Roger De Gaetano writes:
Uncle Bobby, as he was affectionately known to our family although of no relation, was for my late dad, George, immediate family.
Having known each other for over 70 years, they built an exceptional friendship second to none. Dad graduated in Law from the University of Malta, while uncle Bobby pursued his studies at Oxford University, returning here to graduate in 1951.
Father used to remark that Bob was a ‘walking encyclopaedia’. He would venture into any topic and unravel each subject while dad would listen attentively and finally intervene with a premeditated smile and twitch the moment with a fine line, which would make uncle Bob explode with laughter.
Back at St Edward’s College, he nicknamed dad ‘Gadovich’ , which was a corruption of the name ‘Ga’ for Gaetano and since they were reading Russian literature, he improvised and added the ‘dovich’ to it. When dad put the wheel aside, I would drive him to visit uncle Bob every Thursday and they would discuss endlessly current affairs, political issues, music and the sciences and would end up with father’s fine humouristic flair.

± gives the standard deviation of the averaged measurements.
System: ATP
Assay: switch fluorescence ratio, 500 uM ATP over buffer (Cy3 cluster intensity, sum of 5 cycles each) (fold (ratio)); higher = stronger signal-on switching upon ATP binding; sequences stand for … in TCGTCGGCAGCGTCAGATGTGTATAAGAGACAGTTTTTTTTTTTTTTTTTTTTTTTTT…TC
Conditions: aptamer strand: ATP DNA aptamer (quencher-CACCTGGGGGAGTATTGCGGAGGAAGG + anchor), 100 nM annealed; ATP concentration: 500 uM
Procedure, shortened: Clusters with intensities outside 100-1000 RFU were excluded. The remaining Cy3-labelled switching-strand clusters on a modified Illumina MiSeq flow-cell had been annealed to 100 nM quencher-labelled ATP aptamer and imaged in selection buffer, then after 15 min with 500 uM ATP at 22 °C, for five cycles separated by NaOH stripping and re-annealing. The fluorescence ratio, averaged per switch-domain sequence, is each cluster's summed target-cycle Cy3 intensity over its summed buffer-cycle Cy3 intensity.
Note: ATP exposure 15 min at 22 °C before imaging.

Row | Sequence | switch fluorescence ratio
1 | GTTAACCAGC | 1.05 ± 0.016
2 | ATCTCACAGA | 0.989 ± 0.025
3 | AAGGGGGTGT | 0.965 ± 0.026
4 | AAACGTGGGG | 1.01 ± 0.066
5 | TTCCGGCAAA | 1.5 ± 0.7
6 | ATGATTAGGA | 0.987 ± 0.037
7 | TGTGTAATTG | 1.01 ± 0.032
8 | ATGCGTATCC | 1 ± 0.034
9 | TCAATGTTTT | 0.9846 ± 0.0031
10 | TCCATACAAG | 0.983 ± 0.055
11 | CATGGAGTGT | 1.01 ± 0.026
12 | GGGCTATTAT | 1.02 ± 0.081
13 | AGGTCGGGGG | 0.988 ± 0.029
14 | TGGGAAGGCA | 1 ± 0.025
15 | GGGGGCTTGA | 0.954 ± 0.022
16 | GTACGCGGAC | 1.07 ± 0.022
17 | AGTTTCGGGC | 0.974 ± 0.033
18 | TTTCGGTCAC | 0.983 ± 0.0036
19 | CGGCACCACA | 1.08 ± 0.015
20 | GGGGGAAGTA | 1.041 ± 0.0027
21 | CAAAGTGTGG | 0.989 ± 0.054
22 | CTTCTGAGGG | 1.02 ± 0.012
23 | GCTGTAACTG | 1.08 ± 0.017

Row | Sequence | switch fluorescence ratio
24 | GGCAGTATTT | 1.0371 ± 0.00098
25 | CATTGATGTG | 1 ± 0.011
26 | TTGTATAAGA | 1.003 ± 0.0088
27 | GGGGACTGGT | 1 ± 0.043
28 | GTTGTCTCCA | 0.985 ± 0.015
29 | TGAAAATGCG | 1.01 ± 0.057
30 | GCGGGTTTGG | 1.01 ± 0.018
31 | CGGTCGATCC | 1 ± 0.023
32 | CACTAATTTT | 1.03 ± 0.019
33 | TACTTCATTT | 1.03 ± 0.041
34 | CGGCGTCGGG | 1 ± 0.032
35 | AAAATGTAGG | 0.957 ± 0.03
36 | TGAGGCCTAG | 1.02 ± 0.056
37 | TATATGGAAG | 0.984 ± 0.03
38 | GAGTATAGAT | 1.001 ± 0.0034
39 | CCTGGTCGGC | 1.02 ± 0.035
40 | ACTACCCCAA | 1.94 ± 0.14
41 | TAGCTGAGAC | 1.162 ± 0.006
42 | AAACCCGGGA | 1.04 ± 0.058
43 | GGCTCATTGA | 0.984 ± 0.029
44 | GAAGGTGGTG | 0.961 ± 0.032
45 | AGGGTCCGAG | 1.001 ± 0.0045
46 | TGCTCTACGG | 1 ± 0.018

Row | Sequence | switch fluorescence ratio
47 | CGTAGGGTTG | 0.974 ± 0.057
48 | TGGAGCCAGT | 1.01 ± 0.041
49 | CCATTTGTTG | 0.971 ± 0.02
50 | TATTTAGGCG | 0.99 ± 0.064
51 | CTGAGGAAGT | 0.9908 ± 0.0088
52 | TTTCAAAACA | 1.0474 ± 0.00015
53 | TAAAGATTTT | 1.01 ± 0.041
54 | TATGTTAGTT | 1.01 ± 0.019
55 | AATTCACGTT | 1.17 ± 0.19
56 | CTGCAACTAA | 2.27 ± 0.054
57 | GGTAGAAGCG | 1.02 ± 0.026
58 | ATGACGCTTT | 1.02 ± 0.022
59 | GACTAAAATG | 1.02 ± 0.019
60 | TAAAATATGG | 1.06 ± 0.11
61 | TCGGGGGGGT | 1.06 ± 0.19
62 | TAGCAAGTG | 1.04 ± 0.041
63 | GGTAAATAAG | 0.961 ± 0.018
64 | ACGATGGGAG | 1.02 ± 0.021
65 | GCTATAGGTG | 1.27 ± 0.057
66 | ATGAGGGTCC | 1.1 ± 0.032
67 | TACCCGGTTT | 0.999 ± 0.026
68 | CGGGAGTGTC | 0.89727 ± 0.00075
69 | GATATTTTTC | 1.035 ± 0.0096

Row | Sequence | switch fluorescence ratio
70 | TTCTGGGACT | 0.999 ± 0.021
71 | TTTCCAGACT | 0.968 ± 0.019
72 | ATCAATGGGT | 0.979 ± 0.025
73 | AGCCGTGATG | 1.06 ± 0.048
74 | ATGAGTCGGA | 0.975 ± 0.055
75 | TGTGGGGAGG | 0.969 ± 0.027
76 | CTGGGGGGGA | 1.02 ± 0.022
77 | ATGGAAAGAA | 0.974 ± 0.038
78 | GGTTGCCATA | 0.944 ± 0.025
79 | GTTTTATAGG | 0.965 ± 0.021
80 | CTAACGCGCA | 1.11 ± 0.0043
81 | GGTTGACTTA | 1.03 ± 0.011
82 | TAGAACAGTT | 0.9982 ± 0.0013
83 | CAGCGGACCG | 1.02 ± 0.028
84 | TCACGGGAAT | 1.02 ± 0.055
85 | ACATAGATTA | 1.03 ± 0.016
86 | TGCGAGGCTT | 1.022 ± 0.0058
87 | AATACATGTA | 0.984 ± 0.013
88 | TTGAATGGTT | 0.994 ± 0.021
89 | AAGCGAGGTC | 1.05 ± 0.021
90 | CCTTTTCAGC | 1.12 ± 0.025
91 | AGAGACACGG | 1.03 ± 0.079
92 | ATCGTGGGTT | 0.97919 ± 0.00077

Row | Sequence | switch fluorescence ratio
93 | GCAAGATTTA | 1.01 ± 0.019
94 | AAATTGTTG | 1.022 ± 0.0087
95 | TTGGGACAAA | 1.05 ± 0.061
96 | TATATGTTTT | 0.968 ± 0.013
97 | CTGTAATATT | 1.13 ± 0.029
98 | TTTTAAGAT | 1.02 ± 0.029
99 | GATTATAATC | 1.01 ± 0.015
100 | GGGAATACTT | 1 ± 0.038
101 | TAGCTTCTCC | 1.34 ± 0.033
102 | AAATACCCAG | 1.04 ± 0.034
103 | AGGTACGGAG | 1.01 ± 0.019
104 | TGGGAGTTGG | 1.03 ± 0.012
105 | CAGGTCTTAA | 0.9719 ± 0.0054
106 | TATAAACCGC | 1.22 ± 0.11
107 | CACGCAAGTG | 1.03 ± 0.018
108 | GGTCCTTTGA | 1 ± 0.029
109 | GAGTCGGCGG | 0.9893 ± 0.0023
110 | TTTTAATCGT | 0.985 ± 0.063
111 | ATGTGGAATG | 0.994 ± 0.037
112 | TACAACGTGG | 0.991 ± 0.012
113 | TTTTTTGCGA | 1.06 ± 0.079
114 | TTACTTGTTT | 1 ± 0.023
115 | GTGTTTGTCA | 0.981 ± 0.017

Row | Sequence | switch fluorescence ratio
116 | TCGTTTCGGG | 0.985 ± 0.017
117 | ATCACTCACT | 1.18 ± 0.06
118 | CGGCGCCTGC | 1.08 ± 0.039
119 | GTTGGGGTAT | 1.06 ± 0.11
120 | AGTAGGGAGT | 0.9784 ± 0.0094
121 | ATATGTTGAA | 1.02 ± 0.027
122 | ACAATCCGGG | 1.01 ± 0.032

As the years rolled on, uncle Bob would visit him instead and they would consume each other’s spirits with immense delight and contentment – they were indeed inseparable.
When dad started sporting a walking stick, Bob once told him: “George, you finally look distinguished,” to which dad immediately replied: “Bob, I finally look extinguished.” And they would giggle incessantly.
The week after my father passed away, I visited uncle Bob, not to revive the consumption of spirits, but to console the gentlemen my dad cherished for decades.
He was immensely devastated. Bob had lost his wonderful wife May a few years earlier but with the immense support of all his wonderful dedicated children he strode on. He was so extremely well read that his own knowledge entertained him gratifyingly.
Father used to remark: “You will never tire from listening to him talking, he is a fountain of joy, inspiration and knowledge.” I am positive that now, once uncle Bob joined dad, he will once again be exposed to dad’s eternal humour (if the Good Lord will allow it).
Dr Robert Staines will be immensely missed by all who enjoyed and learned from his insatiable knowledge, his wonderful, cheerful company and Edwardian (College) upbringing.
Adieu uncle Bob. Sincere condolences to all his caring children and their families and his loved ones.